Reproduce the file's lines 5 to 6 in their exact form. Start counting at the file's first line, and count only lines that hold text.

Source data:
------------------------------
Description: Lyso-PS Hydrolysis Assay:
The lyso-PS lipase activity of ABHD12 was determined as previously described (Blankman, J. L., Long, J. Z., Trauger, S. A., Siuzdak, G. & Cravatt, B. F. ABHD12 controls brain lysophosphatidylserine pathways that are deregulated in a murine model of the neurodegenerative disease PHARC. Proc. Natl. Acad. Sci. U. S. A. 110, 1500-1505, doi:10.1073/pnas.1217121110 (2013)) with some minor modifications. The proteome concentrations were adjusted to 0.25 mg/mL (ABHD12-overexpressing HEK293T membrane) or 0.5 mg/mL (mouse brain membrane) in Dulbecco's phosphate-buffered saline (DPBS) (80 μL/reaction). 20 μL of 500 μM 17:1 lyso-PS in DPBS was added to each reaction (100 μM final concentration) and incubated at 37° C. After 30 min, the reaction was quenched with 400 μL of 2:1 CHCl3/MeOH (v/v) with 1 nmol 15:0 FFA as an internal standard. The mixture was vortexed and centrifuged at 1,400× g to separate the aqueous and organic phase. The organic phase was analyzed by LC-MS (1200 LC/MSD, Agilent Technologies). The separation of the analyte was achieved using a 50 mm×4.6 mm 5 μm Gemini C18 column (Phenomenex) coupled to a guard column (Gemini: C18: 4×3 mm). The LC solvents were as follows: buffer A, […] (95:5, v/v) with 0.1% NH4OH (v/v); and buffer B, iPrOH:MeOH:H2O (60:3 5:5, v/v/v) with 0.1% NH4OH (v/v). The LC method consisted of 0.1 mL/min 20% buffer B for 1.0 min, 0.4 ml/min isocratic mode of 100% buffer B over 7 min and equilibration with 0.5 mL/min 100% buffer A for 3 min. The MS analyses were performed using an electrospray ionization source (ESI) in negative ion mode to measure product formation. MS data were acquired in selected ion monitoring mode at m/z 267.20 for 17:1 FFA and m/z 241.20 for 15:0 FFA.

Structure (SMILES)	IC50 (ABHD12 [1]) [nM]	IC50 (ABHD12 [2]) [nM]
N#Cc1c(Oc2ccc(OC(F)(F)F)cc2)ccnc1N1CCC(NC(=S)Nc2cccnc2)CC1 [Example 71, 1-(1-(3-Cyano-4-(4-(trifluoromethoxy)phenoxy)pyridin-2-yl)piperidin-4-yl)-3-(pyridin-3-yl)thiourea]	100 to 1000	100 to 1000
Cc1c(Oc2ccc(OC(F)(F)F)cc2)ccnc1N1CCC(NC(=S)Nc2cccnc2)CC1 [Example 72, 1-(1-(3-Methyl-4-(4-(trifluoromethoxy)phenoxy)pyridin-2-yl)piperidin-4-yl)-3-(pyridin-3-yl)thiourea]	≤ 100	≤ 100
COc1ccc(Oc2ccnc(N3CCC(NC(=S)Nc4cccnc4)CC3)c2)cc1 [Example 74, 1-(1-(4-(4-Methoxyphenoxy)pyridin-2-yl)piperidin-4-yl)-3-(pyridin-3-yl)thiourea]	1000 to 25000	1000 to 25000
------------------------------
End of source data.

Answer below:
Cc1c(Oc2ccc(OC(F)(F)F)cc2)ccnc1N1CCC(NC(=S)Nc2cccnc2)CC1 [Example 72, 1-(1-(3-Methyl-4-(4-(trifluoromethoxy)phenoxy)pyridin-2-yl)piperidin-4-yl)-3-(pyridin-3-yl)thiourea]	≤ 100	≤ 100
COc1ccc(Oc2ccnc(N3CCC(NC(=S)Nc4cccnc4)CC3)c2)cc1 [Example 74, 1-(1-(4-(4-Methoxyphenoxy)pyridin-2-yl)piperidin-4-yl)-3-(pyridin-3-yl)thiourea]	1000 to 25000	1000 to 25000